Royal Caribbean Cruises Ltd. – the world’s largest global cruise line – announced a significant increase in bookings from the Middle East for its three global brands – Royal Caribbean International, Celebrity Cruises and Azamara Club Cruises. From January through July 2010 the guest volume from the Middle East has increased 63 percent compared to the same period last year.
The average duration of cruises taken by regional guests is 9 nights, and the most popular destinations are the Mediterranean and Caribbean, with recent interest in cruises throughout the Middle East.
Lakshmi Durai, Executive Director – Royal Caribbean, Celebrity & Azamara Club Cruises Middle East said: “We’re absolutely thrilled with the tremendous growth of the cruise market in the Middle East and there is still a huge potential.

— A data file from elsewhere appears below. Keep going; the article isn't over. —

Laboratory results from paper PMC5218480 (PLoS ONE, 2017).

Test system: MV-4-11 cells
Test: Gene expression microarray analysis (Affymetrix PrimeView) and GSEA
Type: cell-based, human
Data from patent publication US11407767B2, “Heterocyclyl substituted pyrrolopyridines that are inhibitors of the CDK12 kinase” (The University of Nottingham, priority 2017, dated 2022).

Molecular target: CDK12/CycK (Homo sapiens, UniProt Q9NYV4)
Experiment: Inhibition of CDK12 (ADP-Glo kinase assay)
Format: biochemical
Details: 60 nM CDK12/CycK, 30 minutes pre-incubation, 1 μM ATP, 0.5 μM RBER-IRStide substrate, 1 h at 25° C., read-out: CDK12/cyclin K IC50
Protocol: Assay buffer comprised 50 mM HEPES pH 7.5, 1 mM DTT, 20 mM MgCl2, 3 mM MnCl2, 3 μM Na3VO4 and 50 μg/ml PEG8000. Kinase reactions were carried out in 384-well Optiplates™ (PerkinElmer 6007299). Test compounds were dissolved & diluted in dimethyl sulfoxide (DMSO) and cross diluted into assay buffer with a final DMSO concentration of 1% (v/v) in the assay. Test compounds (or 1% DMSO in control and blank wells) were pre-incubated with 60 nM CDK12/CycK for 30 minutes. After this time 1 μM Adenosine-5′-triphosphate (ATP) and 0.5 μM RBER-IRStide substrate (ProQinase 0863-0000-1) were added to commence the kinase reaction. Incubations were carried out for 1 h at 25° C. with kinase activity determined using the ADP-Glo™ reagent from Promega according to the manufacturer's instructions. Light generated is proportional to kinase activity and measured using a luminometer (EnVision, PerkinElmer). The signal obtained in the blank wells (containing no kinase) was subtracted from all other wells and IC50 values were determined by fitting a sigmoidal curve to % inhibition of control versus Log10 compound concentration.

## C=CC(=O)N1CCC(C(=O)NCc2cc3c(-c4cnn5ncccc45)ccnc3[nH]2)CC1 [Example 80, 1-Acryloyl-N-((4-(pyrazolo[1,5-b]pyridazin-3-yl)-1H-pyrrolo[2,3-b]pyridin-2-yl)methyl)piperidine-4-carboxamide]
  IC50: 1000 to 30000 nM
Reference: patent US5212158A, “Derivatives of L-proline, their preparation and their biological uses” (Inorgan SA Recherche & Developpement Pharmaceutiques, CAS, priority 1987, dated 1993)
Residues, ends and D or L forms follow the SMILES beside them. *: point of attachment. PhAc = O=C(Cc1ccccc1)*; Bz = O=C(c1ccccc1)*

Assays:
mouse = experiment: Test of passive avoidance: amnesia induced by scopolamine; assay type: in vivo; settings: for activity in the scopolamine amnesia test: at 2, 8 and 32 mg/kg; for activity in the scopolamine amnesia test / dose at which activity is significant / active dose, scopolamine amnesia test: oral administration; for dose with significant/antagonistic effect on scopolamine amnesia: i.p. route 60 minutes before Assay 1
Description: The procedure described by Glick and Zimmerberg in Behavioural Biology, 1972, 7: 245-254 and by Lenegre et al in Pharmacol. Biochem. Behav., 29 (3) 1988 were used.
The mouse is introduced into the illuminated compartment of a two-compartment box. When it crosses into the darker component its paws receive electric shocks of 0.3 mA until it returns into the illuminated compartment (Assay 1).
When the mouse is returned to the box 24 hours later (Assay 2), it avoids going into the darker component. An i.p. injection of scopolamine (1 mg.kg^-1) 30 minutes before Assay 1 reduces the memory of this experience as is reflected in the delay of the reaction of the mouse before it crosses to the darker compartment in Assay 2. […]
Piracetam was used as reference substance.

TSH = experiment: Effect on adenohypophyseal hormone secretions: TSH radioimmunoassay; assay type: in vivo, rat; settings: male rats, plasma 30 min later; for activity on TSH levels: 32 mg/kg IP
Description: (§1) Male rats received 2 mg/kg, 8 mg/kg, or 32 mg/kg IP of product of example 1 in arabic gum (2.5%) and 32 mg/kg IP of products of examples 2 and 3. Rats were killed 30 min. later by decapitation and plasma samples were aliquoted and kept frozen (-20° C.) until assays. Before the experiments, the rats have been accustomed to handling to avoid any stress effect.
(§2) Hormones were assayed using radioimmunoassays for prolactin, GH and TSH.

“With the support of our travel agent partners, targeted marketing and PR initiatives for the introduction of our first ship Brilliance of the Seas to the region in January, we‘ve put a spotlight on the joy of cruising. All Middle East markets performed well, with UAE and Lebanon doubling their guest bookings and new ships like Oasis of the Seas – the biggest cruise ship of the world – and Celebrity Cruises’ Solstice Class, proving to be very popular.”
Celebrity Cruises offers premium cruising and is investing $3.7-billion in building five stylish Solstice Class ships between 2008-2012 which represents the largest five-year investment in premium cruising.
All this reflects the increasing global interest in cruising, with the introduction of new, larger ships and a greater diversity of destinations and on-board activities. According to Cruise Market Watch, the cruising industry carried 17.3 million passengers worldwide in 2009, a figure expected to be surpassed this year.
Buoyed by the addition of the world’s largest cruise ship, Oasis of the Seas, Royal Caribbean Cruises has raised its full-year profit forecast. For the year’s second quarter, the company reported an increase of net income to $60.5 million. Full Year 2010 Net Yields are expected to improve approximately 4% – 5% on a Constant Currency basis.